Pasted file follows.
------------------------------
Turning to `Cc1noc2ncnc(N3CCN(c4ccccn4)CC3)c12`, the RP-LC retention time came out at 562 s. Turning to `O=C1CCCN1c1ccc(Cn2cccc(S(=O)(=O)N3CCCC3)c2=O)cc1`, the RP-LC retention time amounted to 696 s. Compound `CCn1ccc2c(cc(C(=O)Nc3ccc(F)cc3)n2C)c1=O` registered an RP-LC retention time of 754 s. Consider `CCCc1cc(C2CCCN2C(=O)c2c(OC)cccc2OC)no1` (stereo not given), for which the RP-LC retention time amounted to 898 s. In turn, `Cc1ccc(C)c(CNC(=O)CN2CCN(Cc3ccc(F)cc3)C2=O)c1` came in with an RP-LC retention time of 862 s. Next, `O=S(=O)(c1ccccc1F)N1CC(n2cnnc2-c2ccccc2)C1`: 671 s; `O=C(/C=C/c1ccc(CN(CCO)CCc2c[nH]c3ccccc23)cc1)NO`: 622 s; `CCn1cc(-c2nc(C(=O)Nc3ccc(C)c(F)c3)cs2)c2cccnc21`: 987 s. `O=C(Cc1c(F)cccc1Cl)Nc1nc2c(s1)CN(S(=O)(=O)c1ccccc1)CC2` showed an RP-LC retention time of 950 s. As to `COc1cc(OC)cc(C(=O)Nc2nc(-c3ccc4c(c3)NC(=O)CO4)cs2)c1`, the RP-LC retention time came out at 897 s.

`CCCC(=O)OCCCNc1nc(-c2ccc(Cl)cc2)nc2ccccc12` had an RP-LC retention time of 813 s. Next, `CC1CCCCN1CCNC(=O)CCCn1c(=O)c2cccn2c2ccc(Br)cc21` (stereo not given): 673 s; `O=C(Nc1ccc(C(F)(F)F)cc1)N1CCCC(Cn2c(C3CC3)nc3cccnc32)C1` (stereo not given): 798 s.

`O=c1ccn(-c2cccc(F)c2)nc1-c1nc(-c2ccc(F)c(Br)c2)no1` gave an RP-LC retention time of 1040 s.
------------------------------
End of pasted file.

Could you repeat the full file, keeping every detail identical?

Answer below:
Turning to `Cc1noc2ncnc(N3CCN(c4ccccn4)CC3)c12`, the RP-LC retention time came out at 562 s. Turning to `O=C1CCCN1c1ccc(Cn2cccc(S(=O)(=O)N3CCCC3)c2=O)cc1`, the RP-LC retention time amounted to 696 s. Compound `CCn1ccc2c(cc(C(=O)Nc3ccc(F)cc3)n2C)c1=O` registered an RP-LC retention time of 754 s. Consider `CCCc1cc(C2CCCN2C(=O)c2c(OC)cccc2OC)no1` (stereo not given), for which the RP-LC retention time amounted to 898 s. In turn, `Cc1ccc(C)c(CNC(=O)CN2CCN(Cc3ccc(F)cc3)C2=O)c1` came in with an RP-LC retention time of 862 s. Next, `O=S(=O)(c1ccccc1F)N1CC(n2cnnc2-c2ccccc2)C1`: 671 s; `O=C(/C=C/c1ccc(CN(CCO)CCc2c[nH]c3ccccc23)cc1)NO`: 622 s; `CCn1cc(-c2nc(C(=O)Nc3ccc(C)c(F)c3)cs2)c2cccnc21`: 987 s. `O=C(Cc1c(F)cccc1Cl)Nc1nc2c(s1)CN(S(=O)(=O)c1ccccc1)CC2` showed an RP-LC retention time of 950 s. As to `COc1cc(OC)cc(C(=O)Nc2nc(-c3ccc4c(c3)NC(=O)CO4)cs2)c1`, the RP-LC retention time came out at 897 s.

`CCCC(=O)OCCCNc1nc(-c2ccc(Cl)cc2)nc2ccccc12` had an RP-LC retention time of 813 s. Next, `CC1CCCCN1CCNC(=O)CCCn1c(=O)c2cccn2c2ccc(Br)cc21` (stereo not given): 673 s; `O=C(Nc1ccc(C(F)(F)F)cc1)N1CCCC(Cn2c(C3CC3)nc3cccnc32)C1` (stereo not given): 798 s.

`O=c1ccn(-c2cccc(F)c2)nc1-c1nc(-c2ccc(F)c(Br)c2)no1` gave an RP-LC retention time of 1040 s.